2 one of a (chiefly European) class of agricultural laborers
3 a crude uncouth ill-bred person lacking culture or refinement [syn: barbarian, boor, churl, Goth, tyke, tike]
- /ˈpɛzənt/, /"pEz@nt/
EtymologyFrom Middle English paissaunt, from Middle French paisant, from Old French païs, country, from Late Latin pagensis, "inhabitant of a district", from Latin pagus, district
Nounpeasant (plural: peasants)
a member of the agriculture class
a country person; a rustic
an uncouth, crude, or ill-bred person; a boor
(strategy games) a worker unit
- ttbc Chinese: 農民, 农民 (nóngmín)
- ttbc Dutch: landarbeider, landbouwer
- ttbc French: paysan
- ttbc German: Landarbeiter
- ttbc Greek: αγρότης (agrótis)
- ttbc Italian: cafone , contadino
- ttbc Korean: 소농 (sonong)
- ttbc Portuguese: camponês
- ttbc Scottish Gaelic: tuathanach
- ttbc Spanish: campesino ,montañero ,peón ,
Not to be confused with pheasants. The relative position of Western European peasants was greatly improved after the Black Death unsettled medieval Europe, granting far greater economic and political power to those peasants fortunate enough to survive the cataclysm.
In the wake of this disruption to the established hierarchy, later centuries saw the invention of the original printing presses, widespread literacy and the enormous social and intellectual changes of the Enlightenment.
This evolution of ideas in an environment of relatively widespread literacy laid the groundwork for the Industrial Revolution, which enabled mechanically and chemically augmented agricultural production while simultaneously increasing the demand for factory workers in cities. These factory workers with their low skill and large numbers quickly came to occupy the same socio-economic stratum as the original medieval peasants.
This was especially pronounced in Eastern Europe. Lacking any catalysts for change in the 14th century, Eastern European peasants largely continued upon the original medieval path until the 18th and 19th centuries. The Tsars then began to notice that the West had made enormous strides they had not, responding by forcing the largely illiterate peasant populations under their control to embark upon a Westernization and industrialization campaign.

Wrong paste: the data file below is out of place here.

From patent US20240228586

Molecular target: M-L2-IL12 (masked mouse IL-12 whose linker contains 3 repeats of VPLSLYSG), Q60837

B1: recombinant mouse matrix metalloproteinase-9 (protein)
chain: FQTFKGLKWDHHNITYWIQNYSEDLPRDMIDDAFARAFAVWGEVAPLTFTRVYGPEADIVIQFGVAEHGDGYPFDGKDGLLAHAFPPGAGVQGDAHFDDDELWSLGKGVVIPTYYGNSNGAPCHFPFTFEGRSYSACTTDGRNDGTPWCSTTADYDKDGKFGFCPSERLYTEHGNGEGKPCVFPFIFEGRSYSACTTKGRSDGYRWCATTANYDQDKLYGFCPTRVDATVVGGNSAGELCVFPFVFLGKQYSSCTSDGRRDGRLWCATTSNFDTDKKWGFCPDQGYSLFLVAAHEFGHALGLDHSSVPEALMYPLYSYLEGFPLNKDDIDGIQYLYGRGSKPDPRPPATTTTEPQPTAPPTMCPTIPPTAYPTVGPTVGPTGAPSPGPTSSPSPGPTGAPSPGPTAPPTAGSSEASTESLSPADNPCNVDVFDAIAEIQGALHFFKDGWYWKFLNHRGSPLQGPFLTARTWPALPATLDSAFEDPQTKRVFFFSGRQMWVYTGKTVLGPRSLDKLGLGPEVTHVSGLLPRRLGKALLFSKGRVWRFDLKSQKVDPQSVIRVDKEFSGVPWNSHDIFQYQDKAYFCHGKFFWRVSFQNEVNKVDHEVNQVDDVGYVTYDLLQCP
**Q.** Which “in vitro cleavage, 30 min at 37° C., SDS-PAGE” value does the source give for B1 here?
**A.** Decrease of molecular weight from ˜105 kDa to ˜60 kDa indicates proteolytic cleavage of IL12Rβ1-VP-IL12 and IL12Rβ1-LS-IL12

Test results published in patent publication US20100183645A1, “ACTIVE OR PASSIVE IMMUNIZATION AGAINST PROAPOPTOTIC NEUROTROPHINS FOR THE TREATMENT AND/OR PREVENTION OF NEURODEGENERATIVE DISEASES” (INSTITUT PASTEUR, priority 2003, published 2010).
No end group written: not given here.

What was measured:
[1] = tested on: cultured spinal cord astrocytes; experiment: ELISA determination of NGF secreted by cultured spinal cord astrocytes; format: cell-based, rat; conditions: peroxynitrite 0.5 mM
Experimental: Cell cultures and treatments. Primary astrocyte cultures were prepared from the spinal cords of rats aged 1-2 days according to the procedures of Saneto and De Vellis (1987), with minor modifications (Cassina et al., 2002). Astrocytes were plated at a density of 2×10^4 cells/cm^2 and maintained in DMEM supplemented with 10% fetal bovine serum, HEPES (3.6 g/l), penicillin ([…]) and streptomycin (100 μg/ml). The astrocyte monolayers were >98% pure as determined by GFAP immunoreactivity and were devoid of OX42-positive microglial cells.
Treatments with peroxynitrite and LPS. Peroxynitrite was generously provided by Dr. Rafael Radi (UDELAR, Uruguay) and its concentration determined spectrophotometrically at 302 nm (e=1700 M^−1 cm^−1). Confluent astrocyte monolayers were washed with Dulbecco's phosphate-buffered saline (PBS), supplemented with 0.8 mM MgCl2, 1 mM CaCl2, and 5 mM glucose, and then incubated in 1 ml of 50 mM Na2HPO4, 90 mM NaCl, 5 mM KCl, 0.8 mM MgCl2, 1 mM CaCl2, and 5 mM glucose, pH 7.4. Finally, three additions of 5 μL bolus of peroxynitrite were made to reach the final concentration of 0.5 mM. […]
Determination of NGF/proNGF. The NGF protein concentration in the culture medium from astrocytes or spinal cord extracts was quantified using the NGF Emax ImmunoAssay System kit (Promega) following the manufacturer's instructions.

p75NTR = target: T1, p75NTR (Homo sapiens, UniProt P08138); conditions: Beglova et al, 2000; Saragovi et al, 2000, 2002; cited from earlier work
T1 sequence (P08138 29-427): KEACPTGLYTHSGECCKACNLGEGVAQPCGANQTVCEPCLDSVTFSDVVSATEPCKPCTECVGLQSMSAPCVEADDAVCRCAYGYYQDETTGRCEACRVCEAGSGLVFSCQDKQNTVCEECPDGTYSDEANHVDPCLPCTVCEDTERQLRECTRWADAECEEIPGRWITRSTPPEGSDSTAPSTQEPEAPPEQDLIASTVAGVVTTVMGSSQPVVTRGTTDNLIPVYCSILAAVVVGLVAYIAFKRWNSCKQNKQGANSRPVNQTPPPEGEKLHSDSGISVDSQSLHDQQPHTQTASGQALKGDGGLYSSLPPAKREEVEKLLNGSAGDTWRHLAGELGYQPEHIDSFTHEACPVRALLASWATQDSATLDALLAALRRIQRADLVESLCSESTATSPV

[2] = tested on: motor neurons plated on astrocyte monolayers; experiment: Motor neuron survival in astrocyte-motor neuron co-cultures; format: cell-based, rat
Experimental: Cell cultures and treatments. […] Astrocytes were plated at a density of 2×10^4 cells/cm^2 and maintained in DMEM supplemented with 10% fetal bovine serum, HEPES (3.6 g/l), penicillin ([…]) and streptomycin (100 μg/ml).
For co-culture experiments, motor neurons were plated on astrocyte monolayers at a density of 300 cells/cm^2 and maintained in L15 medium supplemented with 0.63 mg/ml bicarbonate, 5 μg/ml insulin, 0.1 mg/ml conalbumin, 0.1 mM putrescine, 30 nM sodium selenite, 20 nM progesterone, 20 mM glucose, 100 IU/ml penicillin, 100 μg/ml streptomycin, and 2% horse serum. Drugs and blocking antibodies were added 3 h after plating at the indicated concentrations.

Peter the Great initiated a half-successful attempt to force more than 500 years' worth of social change in the space of a few generations. Modernization of agriculture in Eastern Europe and Russia was not achieved until after the October Revolution.
- Petty nobility
- Folk culture
- Lower class
- Peasant revolt
- Popular revolt in late medieval Europe
- Anti-Rent War
Other terms for peasant
Notes and references
peasant in German: Landarbeiter
peasant in French: paysan
peasant in Polish: chłopi
peasant in Romanian: Ţăran
peasant in Russian: Крестьянин
peasant in Dutch: Boer
peasant in Chinese: 农民
Babbitt, Bauer, Philistine, agriculturalist, agriculturist, agrologist, agronomist, arriviste, boor, bounder, bourgeois, bucolic, bumpkin, cad, churl, clod, clodhopper, clown, coffee-planter, collective farm worker, country, country bumpkin, countryman, countrywoman, crofter, cropper, cultivator, dirt farmer, dry farmer, epicier, farm laborer, farmer, farmhand, fellah, galoot, gentleman farmer, granger, groundling, grower, guttersnipe, harvester, harvestman, haymaker, hayseed, hick, hind, hooligan, husbandman, ill-bred fellow, kibbutznik, kolkhoznik, kulak, looby, lout, low fellow, lump, mucker, muzhik, nouveau riche, oaf, parvenu, peasant holder, peon, picker, planter, plowboy, plowman, provincial, raiser, rancher, ranchman, reaper, ribald, rough, roughneck, rowdy, rube, ruffian, rustic, serf, sharecropper, sower, swain, tea-planter, tenant farmer, tiller, tree farmer, truck farmer, upstart, vulgarian, vulgarist, yeoman, yokel